Toras Avigdor Junior
The Guards at Shul
“You’ll never catch me!” cried Moishy as he zipped past his friends.
“Oh yes we will!” shouted Eli and Avi.
“No, I’m gonna get you!” squealed Dovy as he ran after them through the Shul lobby.
“Ha ha, I got you!” exclaimed Avi.
“No you didn’t!” answered Moishy. “You just touched my shirt. That doesn’t count!”
Moishy ran even faster. But Eli was right behind him and Dovy in front. Without thinking, Moishy darted sideways into the Shul door. His friends chased after him, squealing and giggling, not even noticing that the Ba’al Korei was in the middle of reading the Torah.
“Haha!” Moishy screeched, running through the Shul. As they charged through the Beis Midrash towards the side exit, the boys didn’t seem to realize that they were bumping into people and knocking over shtenders and seforim.
Moishy disappeared through the side door, followed by his friends. The Ba’al Korei kept reading, raising his voice above the commotion.
Exhausted, the boys collapsed, catching their breath just outside the door.
A few minutes later, Moishy’s Totty walked outside. “Boys, come inside. The Rov is about to give the drasha.”
“But why, Totty?” asked Moishy. “You never make me come in for the drasha.”
“Yeah,” chimed in Eli. “My father doesn’t make me come to the drasha either. He lets me play outside until Mussaf.”
“Actually,” replied Totty. “The Rov is giving a special drasha for the children in the simcha hall downstairs.” Turning to Moishy’s friends, he added “and your fathers asked me to tell all of you to please come as well.”
Confused, the boys followed Moishy’s Totty inside and headed downstairs. The Rov was sitting at a table waiting for them, along with the other children from the Shul.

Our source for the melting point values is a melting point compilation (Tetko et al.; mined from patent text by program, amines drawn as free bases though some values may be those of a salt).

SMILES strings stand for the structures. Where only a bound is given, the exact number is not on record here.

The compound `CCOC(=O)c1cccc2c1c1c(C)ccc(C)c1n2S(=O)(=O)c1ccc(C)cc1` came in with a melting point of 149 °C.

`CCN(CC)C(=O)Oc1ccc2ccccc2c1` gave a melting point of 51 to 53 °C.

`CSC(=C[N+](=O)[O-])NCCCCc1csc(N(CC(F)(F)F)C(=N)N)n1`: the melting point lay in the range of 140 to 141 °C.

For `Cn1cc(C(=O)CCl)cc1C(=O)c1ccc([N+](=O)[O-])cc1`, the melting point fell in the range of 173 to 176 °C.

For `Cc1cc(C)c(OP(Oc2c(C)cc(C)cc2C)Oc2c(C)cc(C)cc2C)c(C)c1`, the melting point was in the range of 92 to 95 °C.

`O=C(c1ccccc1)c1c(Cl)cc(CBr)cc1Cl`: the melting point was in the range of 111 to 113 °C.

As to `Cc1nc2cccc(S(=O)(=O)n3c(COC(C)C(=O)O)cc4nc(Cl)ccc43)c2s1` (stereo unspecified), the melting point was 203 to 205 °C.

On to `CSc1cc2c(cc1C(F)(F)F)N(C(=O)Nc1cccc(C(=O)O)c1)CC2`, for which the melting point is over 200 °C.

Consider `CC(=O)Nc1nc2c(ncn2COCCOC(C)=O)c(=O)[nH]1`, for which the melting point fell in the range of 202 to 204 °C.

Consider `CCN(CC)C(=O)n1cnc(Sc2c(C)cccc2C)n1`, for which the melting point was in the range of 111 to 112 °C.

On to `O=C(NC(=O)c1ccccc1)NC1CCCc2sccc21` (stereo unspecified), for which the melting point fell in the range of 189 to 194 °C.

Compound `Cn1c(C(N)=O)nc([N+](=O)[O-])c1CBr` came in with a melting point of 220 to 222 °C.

“Good Shabbos, kinderlach,” the Rov began with a wide smile. “Does everyone know what this week’s Parsha is?”
Eli raised his hand. “Parshas Terumah!” he said happily. “It’s all about the Mushka!”
“That’s Mishkan, Eli,” smiled the Rov, handing him a candy. “And you are correct. Do you know what the Mishkan was?”
This time Avi raised his hand. “It was Hashem’s House, just like the Beis Hamikdash! And there was a mizbeiach and a menorah and the aron, which had two keruvim on it!”
“Beautifully said, Avi!” the Rov responded, handing him a candy as well. “Do you know what Keruvim are?”
“Didn’t they look like children made out of gold?” asked Dovy uncertainly.
“Well yes, the keruvim that were on the aron were made of gold, and they had faces of children,” said the Rov, sliding a candy in Dovy’s direction. “But Keruvim are actually a type of malach in Shomayim. And Hashem sent real Malach-Keruvim down to guard the Mishkan.
“I don’t know if you heard, but just as you boys were running through the Shul earlier, the Baal Korei was reading how there were also pictures of keruvim woven into the paroches, as well as on the yerios which covered the Mishkan.”
Moishy raised his hand. “Why did we need pictures of keruvim if Hashem sent real keruvim to guard the Mishkan?”
“A gevaldige question, Moishy!” beamed the Rov. “Here, take a candy,” he said, holding out his bag of taffies.
“You see, people can’t see real keruvim,” the Rov continued. “So Hashem had us make pictures of keruvim to remind us that the Mishkan was the holy House of Hashem that was guarded by real Malochim. It was a reminder of “Mora Mikdash” – that when we came to the Mishkan we couldn’t just act like we normally do. It’s Hashem’s House and we need to act with respect when we visit.”
“Wow,” said a boy named Elchonon. “Imagine visiting Hashem’s House!”
“But Elchonon,” said the Rov. “You were in Hashem’s House today!”
“I was?” Elchonon said, perplexed.
“Yes!” the Rov answered. “A Shul is a Mikdash Me’at – it’s like a miniature Mishkan or Beis Hamikdash. It also has kedusha, and it is also the House of Hashem!
“So when you approach a Shul, you need to remember that you are right outside of Hashem’s House. And when walking inside, one must remember that he is walking into a place of kedusha. You may not see the Keruvim outside but I’m pretty sure that there are malachim in our shul too. And that means walking calmly, keeping our voices down, and acting with respect – not shouting or even stam schmoozing.”
The boys looked at each other a bit uncomfortably. They felt bad about how they had behaved in the Shul earlier and decided to make sure to act properly when they went back upstairs for Mussaf.
And with that, the Rov handed candies to the rest of the children and wished everyone a Wonderful Shabbos.
Have a Wonderful Shabbos!